A blister is a small pocket of fluid found in the outer layers of the skin. The pocket of fluid forms as two layers of skin become separated. Typically, rubbing or friction causes this separation but burning, freezing, chemical exposure or infection can also be the cause. Most blisters are filled with a clear fluid called serum or plasma and cover a small area of the body. Blisters can also be filled with blood or pus. These blisters require immediate medical attention.
The majority of blisters formed on feet are caused by friction. This is typically due to ill-fitting shoes or an increase in activity. These blisters are clear and should heal by themselves. Once the irritation is removed, new skin will form underneath and the fluid is simply absorbed back into the foot. Many times blisters pop or the top layer of skin gets ripped off. This is ok, and the area should be treated as any other scrape or sore.
Treatment of blisters should start by removing the cause. Blisters can also be soothed with vitamin E ointment or another aloe-based cream. It is important not to puncture a blister unless it is painful. If you have to pop the blister, use a sterilized needle or razor blade. It is also a good idea to wash the area before and after making a small hole and gently squeezing out the clear fluid. Make sure to cover the area with a bandage and antibiotic ointment.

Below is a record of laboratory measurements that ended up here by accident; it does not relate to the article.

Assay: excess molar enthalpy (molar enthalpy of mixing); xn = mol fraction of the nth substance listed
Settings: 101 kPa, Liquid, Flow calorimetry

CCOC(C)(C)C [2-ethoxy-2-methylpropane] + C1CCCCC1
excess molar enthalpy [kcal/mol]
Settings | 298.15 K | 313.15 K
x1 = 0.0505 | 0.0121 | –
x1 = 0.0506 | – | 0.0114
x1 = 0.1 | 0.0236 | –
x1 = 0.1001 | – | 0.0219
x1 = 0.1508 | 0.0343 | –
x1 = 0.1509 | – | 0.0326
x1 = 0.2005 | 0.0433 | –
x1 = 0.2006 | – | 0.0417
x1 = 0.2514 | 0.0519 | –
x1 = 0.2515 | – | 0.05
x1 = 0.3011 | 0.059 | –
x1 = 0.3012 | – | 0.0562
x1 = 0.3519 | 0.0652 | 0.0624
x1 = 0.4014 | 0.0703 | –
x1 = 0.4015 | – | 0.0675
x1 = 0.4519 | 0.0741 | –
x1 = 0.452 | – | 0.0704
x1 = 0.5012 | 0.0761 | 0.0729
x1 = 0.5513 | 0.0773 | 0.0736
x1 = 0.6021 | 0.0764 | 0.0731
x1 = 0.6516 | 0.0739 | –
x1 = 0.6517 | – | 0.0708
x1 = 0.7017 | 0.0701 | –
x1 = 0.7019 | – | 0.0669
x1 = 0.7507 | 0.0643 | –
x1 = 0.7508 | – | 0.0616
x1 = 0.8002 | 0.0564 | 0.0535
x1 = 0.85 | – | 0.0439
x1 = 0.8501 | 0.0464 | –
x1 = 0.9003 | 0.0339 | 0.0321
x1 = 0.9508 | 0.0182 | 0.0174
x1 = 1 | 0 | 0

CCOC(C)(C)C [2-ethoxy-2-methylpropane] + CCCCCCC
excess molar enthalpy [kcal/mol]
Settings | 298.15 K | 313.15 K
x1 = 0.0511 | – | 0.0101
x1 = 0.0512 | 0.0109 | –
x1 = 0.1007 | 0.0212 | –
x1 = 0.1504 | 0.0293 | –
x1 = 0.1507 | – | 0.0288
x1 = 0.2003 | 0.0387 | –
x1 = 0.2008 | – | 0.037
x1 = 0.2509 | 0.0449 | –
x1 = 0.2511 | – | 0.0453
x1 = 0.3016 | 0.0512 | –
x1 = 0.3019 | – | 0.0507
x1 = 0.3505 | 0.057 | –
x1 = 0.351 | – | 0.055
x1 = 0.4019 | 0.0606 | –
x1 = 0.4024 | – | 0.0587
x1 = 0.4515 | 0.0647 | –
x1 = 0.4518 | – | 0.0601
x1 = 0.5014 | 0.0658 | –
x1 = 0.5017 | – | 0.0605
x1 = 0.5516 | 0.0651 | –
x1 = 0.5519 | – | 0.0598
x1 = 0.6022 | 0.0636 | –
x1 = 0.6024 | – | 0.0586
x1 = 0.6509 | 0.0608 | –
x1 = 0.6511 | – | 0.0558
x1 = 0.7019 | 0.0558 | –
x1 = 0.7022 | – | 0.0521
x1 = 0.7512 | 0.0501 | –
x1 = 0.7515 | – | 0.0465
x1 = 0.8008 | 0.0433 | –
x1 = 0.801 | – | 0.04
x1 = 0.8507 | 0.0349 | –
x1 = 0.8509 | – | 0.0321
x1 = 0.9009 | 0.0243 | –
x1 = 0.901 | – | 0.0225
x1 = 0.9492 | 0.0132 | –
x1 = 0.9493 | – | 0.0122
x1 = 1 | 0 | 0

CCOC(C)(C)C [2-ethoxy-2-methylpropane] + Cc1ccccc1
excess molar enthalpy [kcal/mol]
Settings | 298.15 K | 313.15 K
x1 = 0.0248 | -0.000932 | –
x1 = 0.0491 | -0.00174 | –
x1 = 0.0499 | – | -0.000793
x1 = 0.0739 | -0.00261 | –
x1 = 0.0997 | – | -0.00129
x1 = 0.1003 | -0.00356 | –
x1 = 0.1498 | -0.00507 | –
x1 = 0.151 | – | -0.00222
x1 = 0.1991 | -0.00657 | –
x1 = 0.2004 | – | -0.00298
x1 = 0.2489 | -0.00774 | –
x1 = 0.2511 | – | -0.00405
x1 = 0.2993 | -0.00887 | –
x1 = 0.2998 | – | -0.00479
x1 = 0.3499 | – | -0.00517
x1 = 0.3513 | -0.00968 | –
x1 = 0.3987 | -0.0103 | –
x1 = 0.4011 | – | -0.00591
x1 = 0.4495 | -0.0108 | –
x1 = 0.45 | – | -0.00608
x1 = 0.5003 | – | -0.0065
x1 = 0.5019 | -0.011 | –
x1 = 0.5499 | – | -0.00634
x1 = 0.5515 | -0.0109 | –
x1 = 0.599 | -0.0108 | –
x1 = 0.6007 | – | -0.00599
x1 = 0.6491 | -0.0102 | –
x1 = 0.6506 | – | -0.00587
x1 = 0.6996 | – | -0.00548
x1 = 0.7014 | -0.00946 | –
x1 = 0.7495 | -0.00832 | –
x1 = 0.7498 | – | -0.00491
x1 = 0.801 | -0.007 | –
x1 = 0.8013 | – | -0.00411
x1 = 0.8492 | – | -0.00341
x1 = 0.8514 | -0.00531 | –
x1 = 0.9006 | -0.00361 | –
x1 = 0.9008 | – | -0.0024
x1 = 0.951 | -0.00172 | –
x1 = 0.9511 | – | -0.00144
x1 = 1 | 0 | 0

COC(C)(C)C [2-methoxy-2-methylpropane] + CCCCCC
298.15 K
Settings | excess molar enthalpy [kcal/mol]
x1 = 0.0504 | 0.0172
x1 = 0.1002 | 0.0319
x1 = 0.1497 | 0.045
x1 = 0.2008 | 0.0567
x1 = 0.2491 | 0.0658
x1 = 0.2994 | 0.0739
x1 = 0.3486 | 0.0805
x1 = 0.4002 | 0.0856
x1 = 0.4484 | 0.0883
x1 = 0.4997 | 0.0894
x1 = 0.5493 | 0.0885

Blisters can be prevented by breaking in new shoes gradually. Try wearing a new pair for only a few hours and then switching back to a trusted pair. Make sure to always wear socks and acrylic or other synthetic-fiber socks are good choices. Petroleum jelly or other friction reducing gels can also be applied to the foot and ankle to help prevent blisters.